NOAA has reported the recent rainfall event as historic. It developed ahead of a slow moving cold front on Tuesday evening, 29 April 2014 over portions of coastal Alabama and the western Florida Panhandle. The cold front was associated with a very powerful low pressure system in the Plains. The widespread flooding produced sinkholes (some very large and deep), cut roads in half and necessitated human water rescues (one confirmed fatality). Parts of I-10 were closed. The Fish River at Silver Hill (Baldwin County Alabama) peaked at a record high level of 23.18 feet (previous historical record was 22.78 feet on 20 July 1997). Many folks throughout the area have compared this event to the extreme flooding impacts caused by Hurricane Danny (1997).
The rainfall totals below were contributed to by two predominant rounds of storms, the first occurred Monday night (28 April) and into the early morning hours when significant flash flooding occurred over coastal Alabama and the western Florida Panhandle. Some 3-8” occurred in association with the first event ending 7 AM CDT Tue., 30 April. The second and more significant event occurred during the evening hours of 29 April over Mobile and Baldwin counties of Alabama and the western most three counties of the NW FL Panhandle. In the latter, some 10-15” fell in a very short time period (estimated 9 hours preliminarily) and caused disastrous flooding throughout southern Baldwin County of Alabama and Escambia, Santa Rosa and Okaloosa counties of the western Florida Panhandle.
Also of note, the official NWS reporting sites at Mobile Regional Airport (MOB) and Pensacola Regional Airport (PNS) received some record rainfall amounts yesterday. MOB saw 11.24″ during the calendar day. This is their 3rd greatest calendar day total on record. Data here goes back to 1871. PNS saw at least 11.13″ which is for now recorded as their official amount. Data were lost due to power outage between 10-11 PM CDT, so amounts would have been higher. As it stands without the extra rainfall, this is their 4th greatest calendar day total on record. PNS rainfall data goes back to 1879. Of interest in the PNS total is the 5.68″ that fell in 1 hour between 02Z-03Z. A quick peek of the NOAA HDSC Precipitation Frequency map shows this to be a 1 in 200 year to 1 in 500 year 1 hourly amount.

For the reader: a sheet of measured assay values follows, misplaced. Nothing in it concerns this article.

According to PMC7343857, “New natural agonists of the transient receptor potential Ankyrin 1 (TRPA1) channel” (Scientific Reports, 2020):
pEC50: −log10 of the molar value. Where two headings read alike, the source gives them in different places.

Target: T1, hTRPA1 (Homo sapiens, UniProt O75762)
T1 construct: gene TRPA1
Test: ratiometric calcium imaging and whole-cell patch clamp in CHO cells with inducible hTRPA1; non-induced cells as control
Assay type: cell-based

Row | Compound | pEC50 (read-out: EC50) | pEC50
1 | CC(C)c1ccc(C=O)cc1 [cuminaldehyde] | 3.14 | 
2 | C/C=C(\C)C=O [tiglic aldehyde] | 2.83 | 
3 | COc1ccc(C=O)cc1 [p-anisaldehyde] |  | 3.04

The 24 hour amount is about a 1 in 25 year event. The Mobile 24 hour total is likewise about a 1 in 25 year event.
Finally and although not shown, it is worth mentioning that leading into the event, rainfall totals for the past two weeks and 30 days prior to the occurrence of this event that rainfall totals were 200-600% of normal according to 30 year PRISM Data
Information courtesy NOAA. For more information and graphics, go to: http://www.srh.noaa.gov/mob/?n=flashflood_04292014